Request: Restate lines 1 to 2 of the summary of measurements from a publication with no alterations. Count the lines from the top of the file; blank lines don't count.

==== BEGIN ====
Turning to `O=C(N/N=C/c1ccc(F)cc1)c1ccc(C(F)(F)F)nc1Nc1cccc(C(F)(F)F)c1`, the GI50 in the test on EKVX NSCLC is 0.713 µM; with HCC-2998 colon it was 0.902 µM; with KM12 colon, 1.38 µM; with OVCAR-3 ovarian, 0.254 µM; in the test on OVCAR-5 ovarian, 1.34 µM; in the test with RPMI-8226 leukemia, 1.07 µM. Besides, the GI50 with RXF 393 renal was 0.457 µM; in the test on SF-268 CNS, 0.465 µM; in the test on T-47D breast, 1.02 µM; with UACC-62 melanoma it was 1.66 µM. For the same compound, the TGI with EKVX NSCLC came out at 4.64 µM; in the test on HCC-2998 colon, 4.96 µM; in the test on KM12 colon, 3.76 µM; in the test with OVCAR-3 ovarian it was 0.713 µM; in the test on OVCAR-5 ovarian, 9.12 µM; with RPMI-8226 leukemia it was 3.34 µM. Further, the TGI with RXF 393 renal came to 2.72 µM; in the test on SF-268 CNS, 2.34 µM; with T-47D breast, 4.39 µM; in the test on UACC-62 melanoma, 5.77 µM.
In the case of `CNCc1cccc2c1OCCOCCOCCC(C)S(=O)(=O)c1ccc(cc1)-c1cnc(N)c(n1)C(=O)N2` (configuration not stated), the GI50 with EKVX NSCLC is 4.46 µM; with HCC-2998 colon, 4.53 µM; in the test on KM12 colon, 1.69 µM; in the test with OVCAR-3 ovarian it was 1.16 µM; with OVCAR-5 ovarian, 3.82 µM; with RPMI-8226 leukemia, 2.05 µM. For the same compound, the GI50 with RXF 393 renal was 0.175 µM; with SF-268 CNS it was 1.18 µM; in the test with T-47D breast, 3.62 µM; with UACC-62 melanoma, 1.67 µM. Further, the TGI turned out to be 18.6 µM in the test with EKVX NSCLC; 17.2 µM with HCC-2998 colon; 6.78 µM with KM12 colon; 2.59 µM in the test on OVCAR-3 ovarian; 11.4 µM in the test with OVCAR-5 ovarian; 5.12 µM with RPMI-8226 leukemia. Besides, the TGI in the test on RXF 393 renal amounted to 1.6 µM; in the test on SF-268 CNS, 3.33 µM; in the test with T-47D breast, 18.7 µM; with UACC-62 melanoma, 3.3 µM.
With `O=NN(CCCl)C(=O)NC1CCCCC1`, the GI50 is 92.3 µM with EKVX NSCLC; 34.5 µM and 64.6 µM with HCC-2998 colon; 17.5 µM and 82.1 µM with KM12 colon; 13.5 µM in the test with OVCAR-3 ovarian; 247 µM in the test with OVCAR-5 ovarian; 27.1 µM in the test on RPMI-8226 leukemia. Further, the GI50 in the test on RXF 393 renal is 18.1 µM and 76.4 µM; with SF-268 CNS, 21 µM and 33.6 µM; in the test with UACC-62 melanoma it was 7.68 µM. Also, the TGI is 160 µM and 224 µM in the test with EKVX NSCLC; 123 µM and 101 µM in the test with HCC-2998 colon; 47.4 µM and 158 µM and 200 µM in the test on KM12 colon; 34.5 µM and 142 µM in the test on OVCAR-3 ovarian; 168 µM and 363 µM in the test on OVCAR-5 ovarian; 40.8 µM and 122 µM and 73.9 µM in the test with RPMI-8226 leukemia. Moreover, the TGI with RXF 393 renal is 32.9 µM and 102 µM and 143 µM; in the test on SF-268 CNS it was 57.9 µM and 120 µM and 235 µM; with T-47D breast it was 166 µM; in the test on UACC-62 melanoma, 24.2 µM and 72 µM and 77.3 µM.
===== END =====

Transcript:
Turning to `O=C(N/N=C/c1ccc(F)cc1)c1ccc(C(F)(F)F)nc1Nc1cccc(C(F)(F)F)c1`, the GI50 in the test on EKVX NSCLC is 0.713 µM; with HCC-2998 colon it was 0.902 µM; with KM12 colon, 1.38 µM; with OVCAR-3 ovarian, 0.254 µM; in the test on OVCAR-5 ovarian, 1.34 µM; in the test with RPMI-8226 leukemia, 1.07 µM. Besides, the GI50 with RXF 393 renal was 0.457 µM; in the test on SF-268 CNS, 0.465 µM; in the test on T-47D breast, 1.02 µM; with UACC-62 melanoma it was 1.66 µM. For the same compound, the TGI with EKVX NSCLC came out at 4.64 µM; in the test on HCC-2998 colon, 4.96 µM; in the test on KM12 colon, 3.76 µM; in the test with OVCAR-3 ovarian it was 0.713 µM; in the test on OVCAR-5 ovarian, 9.12 µM; with RPMI-8226 leukemia it was 3.34 µM. Further, the TGI with RXF 393 renal came to 2.72 µM; in the test on SF-268 CNS, 2.34 µM; with T-47D breast, 4.39 µM; in the test on UACC-62 melanoma, 5.77 µM.
In the case of `CNCc1cccc2c1OCCOCCOCCC(C)S(=O)(=O)c1ccc(cc1)-c1cnc(N)c(n1)C(=O)N2` (configuration not stated), the GI50 with EKVX NSCLC is 4.46 µM; with HCC-2998 colon, 4.53 µM; in the test on KM12 colon, 1.69 µM; in the test with OVCAR-3 ovarian it was 1.16 µM; with OVCAR-5 ovarian, 3.82 µM; with RPMI-8226 leukemia, 2.05 µM. For the same compound, the GI50 with RXF 393 renal was 0.175 µM; with SF-268 CNS it was 1.18 µM; in the test with T-47D breast, 3.62 µM; with UACC-62 melanoma, 1.67 µM. Further, the TGI turned out to be 18.6 µM in the test with EKVX NSCLC; 17.2 µM with HCC-2998 colon; 6.78 µM with KM12 colon; 2.59 µM in the test on OVCAR-3 ovarian; 11.4 µM in the test with OVCAR-5 ovarian; 5.12 µM with RPMI-8226 leukemia. Besides, the TGI in the test on RXF 393 renal amounted to 1.6 µM; in the test on SF-268 CNS, 3.33 µM; in the test with T-47D breast, 18.7 µM; with UACC-62 melanoma, 3.3 µM.